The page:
Auto-paint supplier seeks $1 billion from IPO, report says

Axalta is targeting annual revenue of about $7 billion by 2018.

NEW YORK (Bloomberg) -- Axalta Coating Systems, the former auto-paint unit of DuPont Co., is working with Citigroup Inc. and Goldman Sachs Group Inc. on an initial public offering in the U.S., people familiar with the matter told Bloomberg.

Axalta, backed by private-equity firm Carlyle Group LP, may raise about $1 billion in the offering, said the people, who asked not to be named because the process is private. The timing hasn’t been set, the people said. 

An IPO would mark a quick turnaround for Axalta, which Carlyle bought in February 2013 for $4.9 billion. The Philadelphia-based company is targeting revenue of $7 billion by 2018, a 63 percent jump from the $4.3 billion it posted in 2012, CEO Charlie Shaver said last year.

Matthew Winokur, a spokesman for Axalta, declined to comment on the company’s plans for an IPO, as did Chris Ullman, a spokesman for Carlyle. Representatives for Citigroup and Goldman Sachs also declined to comment.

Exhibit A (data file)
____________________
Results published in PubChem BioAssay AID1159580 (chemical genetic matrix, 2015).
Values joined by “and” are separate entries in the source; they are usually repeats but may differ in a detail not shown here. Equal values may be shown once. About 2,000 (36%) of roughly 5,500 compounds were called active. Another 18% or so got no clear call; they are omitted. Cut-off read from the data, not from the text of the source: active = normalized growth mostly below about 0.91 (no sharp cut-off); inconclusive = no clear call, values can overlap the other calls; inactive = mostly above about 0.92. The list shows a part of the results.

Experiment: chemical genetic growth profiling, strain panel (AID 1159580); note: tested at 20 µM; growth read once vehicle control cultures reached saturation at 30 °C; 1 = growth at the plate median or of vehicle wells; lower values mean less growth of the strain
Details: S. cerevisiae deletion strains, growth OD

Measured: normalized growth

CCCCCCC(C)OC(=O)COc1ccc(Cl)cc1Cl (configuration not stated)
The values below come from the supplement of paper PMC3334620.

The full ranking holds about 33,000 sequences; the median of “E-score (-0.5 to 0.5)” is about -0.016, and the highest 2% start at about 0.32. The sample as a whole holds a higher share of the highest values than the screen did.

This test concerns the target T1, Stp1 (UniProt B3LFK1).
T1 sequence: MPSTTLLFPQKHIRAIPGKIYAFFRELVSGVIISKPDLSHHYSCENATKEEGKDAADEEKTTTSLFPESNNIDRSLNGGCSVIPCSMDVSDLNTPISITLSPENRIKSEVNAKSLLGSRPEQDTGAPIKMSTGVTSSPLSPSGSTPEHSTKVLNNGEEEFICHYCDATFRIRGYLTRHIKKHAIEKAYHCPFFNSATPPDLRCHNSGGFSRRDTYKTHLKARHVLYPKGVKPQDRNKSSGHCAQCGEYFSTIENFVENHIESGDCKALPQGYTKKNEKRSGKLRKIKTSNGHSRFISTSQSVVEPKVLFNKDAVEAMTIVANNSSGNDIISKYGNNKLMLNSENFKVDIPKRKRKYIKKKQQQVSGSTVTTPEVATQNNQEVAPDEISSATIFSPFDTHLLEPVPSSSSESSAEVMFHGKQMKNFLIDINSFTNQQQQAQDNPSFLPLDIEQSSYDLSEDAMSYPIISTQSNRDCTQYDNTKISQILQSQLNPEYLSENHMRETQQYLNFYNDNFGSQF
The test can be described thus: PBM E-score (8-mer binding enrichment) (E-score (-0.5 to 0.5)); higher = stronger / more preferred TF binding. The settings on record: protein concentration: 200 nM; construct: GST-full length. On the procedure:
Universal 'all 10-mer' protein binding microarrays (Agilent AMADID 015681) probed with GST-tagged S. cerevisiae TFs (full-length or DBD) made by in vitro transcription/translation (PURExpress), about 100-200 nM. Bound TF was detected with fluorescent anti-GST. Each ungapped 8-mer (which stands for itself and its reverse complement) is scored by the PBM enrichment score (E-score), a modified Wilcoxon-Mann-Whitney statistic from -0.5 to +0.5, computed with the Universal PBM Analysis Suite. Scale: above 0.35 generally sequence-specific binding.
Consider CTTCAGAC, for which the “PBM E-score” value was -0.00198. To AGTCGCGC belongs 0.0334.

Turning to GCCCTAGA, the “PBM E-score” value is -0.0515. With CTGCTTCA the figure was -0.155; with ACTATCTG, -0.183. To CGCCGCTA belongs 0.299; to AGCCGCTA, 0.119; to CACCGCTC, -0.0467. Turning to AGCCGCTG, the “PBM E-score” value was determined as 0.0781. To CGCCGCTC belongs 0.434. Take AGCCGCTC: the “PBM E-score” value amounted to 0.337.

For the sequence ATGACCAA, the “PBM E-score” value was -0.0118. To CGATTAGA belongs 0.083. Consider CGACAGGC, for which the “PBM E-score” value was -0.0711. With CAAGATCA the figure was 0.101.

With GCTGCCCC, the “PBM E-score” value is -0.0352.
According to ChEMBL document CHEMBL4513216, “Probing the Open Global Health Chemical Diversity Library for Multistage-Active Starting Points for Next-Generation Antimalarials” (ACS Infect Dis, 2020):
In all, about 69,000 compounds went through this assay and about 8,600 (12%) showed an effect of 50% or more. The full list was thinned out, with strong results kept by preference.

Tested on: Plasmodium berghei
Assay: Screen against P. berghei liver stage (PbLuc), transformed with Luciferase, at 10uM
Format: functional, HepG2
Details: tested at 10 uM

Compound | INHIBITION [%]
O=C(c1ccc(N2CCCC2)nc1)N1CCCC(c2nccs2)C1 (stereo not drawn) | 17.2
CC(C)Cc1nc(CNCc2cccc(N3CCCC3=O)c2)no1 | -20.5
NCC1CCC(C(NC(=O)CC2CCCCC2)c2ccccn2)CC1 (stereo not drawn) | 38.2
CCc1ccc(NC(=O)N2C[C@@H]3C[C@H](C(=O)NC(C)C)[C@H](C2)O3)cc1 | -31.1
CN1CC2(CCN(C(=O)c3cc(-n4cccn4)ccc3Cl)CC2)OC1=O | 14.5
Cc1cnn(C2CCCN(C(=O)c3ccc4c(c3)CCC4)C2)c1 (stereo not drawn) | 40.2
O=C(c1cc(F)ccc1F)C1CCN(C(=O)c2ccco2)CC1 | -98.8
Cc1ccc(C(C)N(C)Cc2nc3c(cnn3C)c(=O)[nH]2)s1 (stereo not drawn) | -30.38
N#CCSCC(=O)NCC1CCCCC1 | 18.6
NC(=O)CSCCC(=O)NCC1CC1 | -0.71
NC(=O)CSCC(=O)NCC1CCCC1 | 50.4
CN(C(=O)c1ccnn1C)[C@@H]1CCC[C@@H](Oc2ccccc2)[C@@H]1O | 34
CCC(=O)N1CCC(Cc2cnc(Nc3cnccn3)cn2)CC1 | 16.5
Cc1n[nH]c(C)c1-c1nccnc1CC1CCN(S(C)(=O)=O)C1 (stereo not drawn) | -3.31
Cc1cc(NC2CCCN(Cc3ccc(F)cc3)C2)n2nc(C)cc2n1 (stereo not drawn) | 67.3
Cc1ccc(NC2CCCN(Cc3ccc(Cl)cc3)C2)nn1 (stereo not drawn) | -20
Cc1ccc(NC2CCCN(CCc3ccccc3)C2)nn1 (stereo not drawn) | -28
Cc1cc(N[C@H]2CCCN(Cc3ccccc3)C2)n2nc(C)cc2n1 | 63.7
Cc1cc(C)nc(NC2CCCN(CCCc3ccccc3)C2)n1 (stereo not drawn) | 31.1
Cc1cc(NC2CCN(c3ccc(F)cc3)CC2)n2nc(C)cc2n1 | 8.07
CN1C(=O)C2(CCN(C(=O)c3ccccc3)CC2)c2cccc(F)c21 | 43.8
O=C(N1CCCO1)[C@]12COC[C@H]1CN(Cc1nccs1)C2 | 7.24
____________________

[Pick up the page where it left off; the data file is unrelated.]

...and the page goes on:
Carlyle’s acquisition of Axalta was funded by the private-equity firm’s fifth U.S. buyout fund and third European LBO pool. Carlyle agreed to pay at least 10 times the company’s earnings before interest, taxes, depreciation and amortization.

In January, Axalta was seeking to reduce the rate on about $2.8 billion of loans it obtained to support the buyout, a person with knowledge of the situation said then.

DuPont, which had been in the auto-paints market since the introduction of the motor car, decided to exit the business as part of a shift to other industries such as food and biofuels. Carlyle assumed Axalta’s unfunded European pension liabilities, raising the transaction value to $5.15 billion -- the biggest deal in the coatings industry in at least a decade, according to data compiled by Bloomberg.

Carlyle, founded in 1987 by Bill Conway, Dan D’Aniello and David Rubenstein, has snapped up corporate orphans since it started buying defense companies in the aftermath of the fall of the Berlin Wall. The firm, which besides leveraged buyouts also manages hedge funds, credit investments and real estate, oversaw $203 billion in assets as of June 30.

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